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Gay Weddings Archives - New Orleans Weddings - Reception, Venue & Planning
Oct 072016
two grooms wedding attire

Photo: Agaton Strom

Choosing your wedding day attire is an opportunity to both embody the style and dress code you've chosen for your wedding and also express your personality, and a same-sex wedding is no exception! Whether it's two brides or two grooms, you should walk down the aisle in something that makes you feel your best. While two brides wouldn't expect to wear the same outfit for their wedding, should two grooms wear the same suit or tux, or should they opt to each wear something that speaks to their personality? Here are some tips from our experts.

Good news! There is no rule requiring that two grooms need to match as they walk down the aisle. You should, however, consider keeping your attire coordinated — both to fit your wedding's dress code and to match with the style or theme of your celebration. For example, if you're having a black tie wedding, you might opt to wear tuxedos with different finishes (such as a peak vs. a shawl collar lapel, or satin vs. matte details) or in different hues, with one in a dark navy tuxedo and the other in black or slate gray. You could choose to accent your looks with creative bow ties, or one could don a straight tie instead.

For a more casual wedding, you also have similar options. Whether it's suits in different shades or cuts, the addition of a coordinated vest, or a colorful tie, embrace the opportunity to express your style and personality while still making sure you both fit in with your wedding's dress code and theme (and stand out amongst the guests!).

If you do choose to wear outfits that match more closely, consider shopping at the same store and shopping together. Standing side-by-side in the dressing room in the same suit or tux, you'll get a pretty good idea of whether it's a look you love or if the matchy-matchy feels like it's too much. Shopping in the same store and looking at attire from the same brand will also ensure that your suits are the exact same shade of gray or black, versus trying to match fabrics across brands and designers.

See More: 5 Ways to Reinvent the Traditional Tux

An Intimate Garden Wedding at a Historic Pennsylvania Bed & Breakfast

 Gay Weddings, Pennsylvania, Real Weddings  Comments Off on An Intimate Garden Wedding at a Historic Pennsylvania Bed & Breakfast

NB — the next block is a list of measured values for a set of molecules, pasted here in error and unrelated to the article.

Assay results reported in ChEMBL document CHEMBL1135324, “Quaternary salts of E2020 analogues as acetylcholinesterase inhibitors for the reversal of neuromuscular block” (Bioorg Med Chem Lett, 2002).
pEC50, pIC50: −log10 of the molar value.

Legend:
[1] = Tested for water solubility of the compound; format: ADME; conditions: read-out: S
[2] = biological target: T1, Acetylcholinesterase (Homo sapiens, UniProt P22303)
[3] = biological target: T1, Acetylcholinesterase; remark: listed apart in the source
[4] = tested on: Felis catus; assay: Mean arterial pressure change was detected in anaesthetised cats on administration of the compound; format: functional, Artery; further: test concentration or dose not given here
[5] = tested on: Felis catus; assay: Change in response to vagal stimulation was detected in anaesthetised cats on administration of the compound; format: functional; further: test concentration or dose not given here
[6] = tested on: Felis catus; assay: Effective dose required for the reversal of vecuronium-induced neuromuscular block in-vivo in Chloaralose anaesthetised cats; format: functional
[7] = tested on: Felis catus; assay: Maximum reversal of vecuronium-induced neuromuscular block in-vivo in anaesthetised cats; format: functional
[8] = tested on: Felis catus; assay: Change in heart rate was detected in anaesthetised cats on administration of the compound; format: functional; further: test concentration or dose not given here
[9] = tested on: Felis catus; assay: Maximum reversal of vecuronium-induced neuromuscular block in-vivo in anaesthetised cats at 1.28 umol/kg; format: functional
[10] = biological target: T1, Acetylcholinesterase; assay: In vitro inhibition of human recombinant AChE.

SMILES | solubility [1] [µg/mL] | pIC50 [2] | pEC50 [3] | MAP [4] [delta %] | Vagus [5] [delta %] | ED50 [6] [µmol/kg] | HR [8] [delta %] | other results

Sep 262016

Though Erin and Katie first met as freshmen in college — and even lived across the hall from one another as juniors — it wasn't until two years after they graduated that the two began to fall in love. The pair dated for two years, when Erin got the idea to propose to Katie during a trip to Italy in July of 2009. "We were living halfway across the country from one another," says Erin. "I visited Katie before our trip, and decided I couldn't wait until we got to Italy, so I spontaneously popped the question!" Katie said yes, but the women waited until it was legal for them to marry in Pennsylvania before they set a date.

Katie and Erin wanted to give their guests a taste of where they live, so they searched for a Pennsylvania venue that would fit their relaxed, intimate vision. They chose the General Warren Inne and, on May 7, 2016, 32 guests joined them for a mid-afternoon ceremony followed by a celebration on the property's grounds. With soft watercolor hues, pastel flowers, and sprigs of lavender sprinkled throughout the event, the couple's wedding was the embodiment of spring. Take a look at these brides' beautiful garden wedding, photographed by Tara Beth Photography, below.

Katie is Irish-American and Erin was born on St. Patrick's Day, so naturally the two brides incorporated Irish touches into their celebration, including these Claddagh rings.

Erin wore a structured lace wedding dress by Truly Zac Posen, with a trumpet silhouette and corset-like boning details. "It fit like it was made just for me, and it fit my style and personality without a single alteration," she says. A pair of pumps with an Impressionist floral print and a colorful bouquet of white, purple, and peach roses, ranunculus, and peonies (with sprigs of lavender, of course!) completed her ensemble.

Katie complemented her in a custom-made jacket with a black and navy checked pattern, which she paired with black tuxedo pants and a grosgrain bowtie.

How sweet was the couple's first look in the property's manicured garden?

We love how these two brides incorporated texture and personality into their wedding day looks. Says Katie, "We quickly realized that wedding planning can be a full time job itself. We were happy to have the assistance of Patrick, the venue's proprietor, and his staff during our months of planning."